After the snap, Michigan's guards and center once again look to block off the defensive tackles. Except on this play, Steve Schilling (LG) and David Molk (C) do a much better job blocking and getting to the second level. You can already see Schilling pulling away from his block and getting to the linebackers. Michael Shaw has the same responsibility that Minor did in the above play: act as the lead blocker and hit the playside linebacker. The receivers are running to block off their men downfield. If everyone makes the proper play here, the only man with a chance to stop Denard is the deep safety who's currently standing 15 yards off the line of scrimmage at the 31 yard line.
Schilling has blown through the defensive line and is now taking on the weakside linebacker. Shaw is in perfect position to take on the playside linebacker. Molk is locking up the playside defensive tackle and Denard has a lot of daylight to run though. Mark Huyge also comes in for praise for sealing the defensive end to the outside. The deep safety (not pictured) will have to come downhill to make the tackle as long as these blocks hold up.
Fortunately for Michigan, the blocks hold up. You can see that there's a Michigan blocker on basically every UConn defender. Denard is about to break through the hole. Michigan's slot receiver (I believe it's Roundtree) needs to block the safety that was covering him up (at the 25 yard line in the picture below), and if he does so, Denard is one on one with the deep safety who now realizes the difficult task he's been shoehorned into.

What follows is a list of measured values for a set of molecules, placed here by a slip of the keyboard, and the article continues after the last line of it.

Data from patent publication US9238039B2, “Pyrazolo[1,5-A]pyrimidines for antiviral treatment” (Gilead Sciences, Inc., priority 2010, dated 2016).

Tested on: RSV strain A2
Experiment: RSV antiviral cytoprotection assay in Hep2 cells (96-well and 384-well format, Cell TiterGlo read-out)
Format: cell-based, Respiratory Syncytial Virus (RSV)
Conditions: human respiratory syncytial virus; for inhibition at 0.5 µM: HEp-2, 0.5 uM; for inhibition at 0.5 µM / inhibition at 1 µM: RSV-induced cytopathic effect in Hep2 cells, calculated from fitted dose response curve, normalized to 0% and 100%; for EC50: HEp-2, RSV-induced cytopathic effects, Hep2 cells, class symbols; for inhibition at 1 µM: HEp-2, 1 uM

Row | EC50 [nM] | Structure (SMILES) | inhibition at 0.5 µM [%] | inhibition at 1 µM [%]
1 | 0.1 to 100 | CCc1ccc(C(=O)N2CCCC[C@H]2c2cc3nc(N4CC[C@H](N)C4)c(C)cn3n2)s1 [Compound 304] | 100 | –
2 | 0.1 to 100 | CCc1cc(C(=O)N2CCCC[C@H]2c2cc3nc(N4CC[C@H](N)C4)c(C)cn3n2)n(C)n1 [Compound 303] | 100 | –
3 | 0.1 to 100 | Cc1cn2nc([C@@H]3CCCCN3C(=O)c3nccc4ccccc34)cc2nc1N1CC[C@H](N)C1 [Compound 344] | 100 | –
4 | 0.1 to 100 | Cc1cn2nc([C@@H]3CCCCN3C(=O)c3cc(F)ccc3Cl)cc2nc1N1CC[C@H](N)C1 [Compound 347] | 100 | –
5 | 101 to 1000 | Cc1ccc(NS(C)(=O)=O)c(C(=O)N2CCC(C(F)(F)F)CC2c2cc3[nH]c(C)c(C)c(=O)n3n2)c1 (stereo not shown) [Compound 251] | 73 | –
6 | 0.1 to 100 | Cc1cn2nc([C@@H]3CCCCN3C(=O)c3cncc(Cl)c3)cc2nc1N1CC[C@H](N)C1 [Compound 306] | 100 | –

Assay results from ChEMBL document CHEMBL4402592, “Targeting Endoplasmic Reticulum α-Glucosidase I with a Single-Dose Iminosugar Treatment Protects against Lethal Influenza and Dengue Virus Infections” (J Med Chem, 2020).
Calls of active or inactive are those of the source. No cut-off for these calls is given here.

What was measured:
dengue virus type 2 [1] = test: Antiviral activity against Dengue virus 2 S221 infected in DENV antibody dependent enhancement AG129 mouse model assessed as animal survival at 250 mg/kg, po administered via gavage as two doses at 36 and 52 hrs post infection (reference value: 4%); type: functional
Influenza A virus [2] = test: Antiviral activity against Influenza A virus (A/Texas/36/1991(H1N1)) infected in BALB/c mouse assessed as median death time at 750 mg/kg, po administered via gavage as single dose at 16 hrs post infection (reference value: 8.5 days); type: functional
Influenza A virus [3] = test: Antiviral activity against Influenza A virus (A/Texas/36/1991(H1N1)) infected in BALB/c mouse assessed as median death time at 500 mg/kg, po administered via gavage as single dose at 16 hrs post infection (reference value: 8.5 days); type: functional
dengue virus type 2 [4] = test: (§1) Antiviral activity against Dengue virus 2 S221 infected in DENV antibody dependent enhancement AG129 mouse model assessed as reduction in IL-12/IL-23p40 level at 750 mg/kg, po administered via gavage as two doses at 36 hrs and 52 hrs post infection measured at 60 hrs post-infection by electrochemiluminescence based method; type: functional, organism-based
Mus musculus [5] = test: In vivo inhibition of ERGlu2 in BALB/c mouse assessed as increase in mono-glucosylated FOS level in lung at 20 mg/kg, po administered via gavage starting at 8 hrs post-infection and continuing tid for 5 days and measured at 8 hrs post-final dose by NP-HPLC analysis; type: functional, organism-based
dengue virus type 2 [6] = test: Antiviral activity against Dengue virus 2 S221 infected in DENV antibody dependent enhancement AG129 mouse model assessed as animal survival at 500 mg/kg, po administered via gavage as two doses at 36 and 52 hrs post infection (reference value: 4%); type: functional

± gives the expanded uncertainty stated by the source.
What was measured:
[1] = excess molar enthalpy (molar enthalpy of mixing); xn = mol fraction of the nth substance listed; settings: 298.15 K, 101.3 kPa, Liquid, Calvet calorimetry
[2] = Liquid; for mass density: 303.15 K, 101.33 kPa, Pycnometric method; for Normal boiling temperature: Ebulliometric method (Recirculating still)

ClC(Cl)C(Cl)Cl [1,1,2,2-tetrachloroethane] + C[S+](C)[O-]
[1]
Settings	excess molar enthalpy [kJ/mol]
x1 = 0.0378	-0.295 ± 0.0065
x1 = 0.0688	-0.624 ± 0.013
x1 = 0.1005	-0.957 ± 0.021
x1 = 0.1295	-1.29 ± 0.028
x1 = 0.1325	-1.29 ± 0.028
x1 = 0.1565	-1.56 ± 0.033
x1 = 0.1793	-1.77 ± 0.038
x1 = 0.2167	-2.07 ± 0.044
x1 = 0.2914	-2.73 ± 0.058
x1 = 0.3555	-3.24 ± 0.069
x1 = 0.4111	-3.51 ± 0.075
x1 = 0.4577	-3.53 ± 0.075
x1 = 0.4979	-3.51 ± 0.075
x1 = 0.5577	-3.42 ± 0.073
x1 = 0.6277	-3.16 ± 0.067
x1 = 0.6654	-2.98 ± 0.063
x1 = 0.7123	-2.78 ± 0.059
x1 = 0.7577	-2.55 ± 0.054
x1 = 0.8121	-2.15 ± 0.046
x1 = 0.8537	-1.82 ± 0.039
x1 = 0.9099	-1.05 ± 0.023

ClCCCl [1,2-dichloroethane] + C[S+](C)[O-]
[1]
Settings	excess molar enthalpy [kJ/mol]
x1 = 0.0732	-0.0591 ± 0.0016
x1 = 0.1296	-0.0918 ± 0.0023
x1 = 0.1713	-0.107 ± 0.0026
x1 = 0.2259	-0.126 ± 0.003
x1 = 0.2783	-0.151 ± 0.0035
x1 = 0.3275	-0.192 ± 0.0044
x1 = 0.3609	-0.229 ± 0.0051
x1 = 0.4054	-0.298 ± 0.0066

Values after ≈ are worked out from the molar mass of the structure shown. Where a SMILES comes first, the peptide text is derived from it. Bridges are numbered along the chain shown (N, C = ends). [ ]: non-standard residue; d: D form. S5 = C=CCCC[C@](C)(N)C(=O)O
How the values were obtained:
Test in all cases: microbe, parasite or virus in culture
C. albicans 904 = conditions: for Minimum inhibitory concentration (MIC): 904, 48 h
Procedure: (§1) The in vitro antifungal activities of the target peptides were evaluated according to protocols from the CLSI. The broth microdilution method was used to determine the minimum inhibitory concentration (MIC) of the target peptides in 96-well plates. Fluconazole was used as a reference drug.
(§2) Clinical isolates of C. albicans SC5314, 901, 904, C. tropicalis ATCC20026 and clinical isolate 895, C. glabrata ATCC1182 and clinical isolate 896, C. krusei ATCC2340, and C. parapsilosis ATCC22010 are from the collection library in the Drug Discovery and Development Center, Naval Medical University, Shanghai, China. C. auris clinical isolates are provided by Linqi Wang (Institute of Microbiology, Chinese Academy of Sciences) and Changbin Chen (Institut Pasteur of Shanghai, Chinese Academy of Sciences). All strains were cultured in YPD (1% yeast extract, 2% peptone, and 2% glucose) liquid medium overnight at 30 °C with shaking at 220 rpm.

Roundtree makes his block and Denard is off to the races. Perry Dorrestein (RT) was given a free release to get to the corner downfield, he's about to engage his block. If Dorrestein holds this block long enough, Denard is off to the races against the deep safety. Unfortunately, Dorrestein can't quite get to his block in time and Denard is forced to cut back.
Here, Denard is cutting back to get behind Dorrestein and to get away from the deep safety charged with tackling him one-on-one in space. If Dorrestein pancakes his defender here, this play probably goes for a touchdown. But as we're about to see, he can't quite get that block off and Denard is brought down after a solid 10-yard gain.
Dorrestein gets ahead of himself and doesn't complete the block. Denard is brought down when there was nothing but green grass ahead of him.
Looking at the difference between 2009 and 2010, you can see exactly what Rodriguez has been looking for out of his team. It appears he finally has it.

I hadn't taken notice of it, but my brother said to me before the UConn game, "In the past, Rodriquez has been really honest about how the team wasn't performing like he wanted them to. His confidence gives me a little bit of hope." (Or something to that effect.) The point is well made: It looks like Rodriguez finally has the pieces in place that he wants and we've seen tangible evidence of it in week one. It will be interesting to see how the team progresses as the season goes on, but this is nothing short of a windfall for the offense.


Anonymous said...

Thank you for this.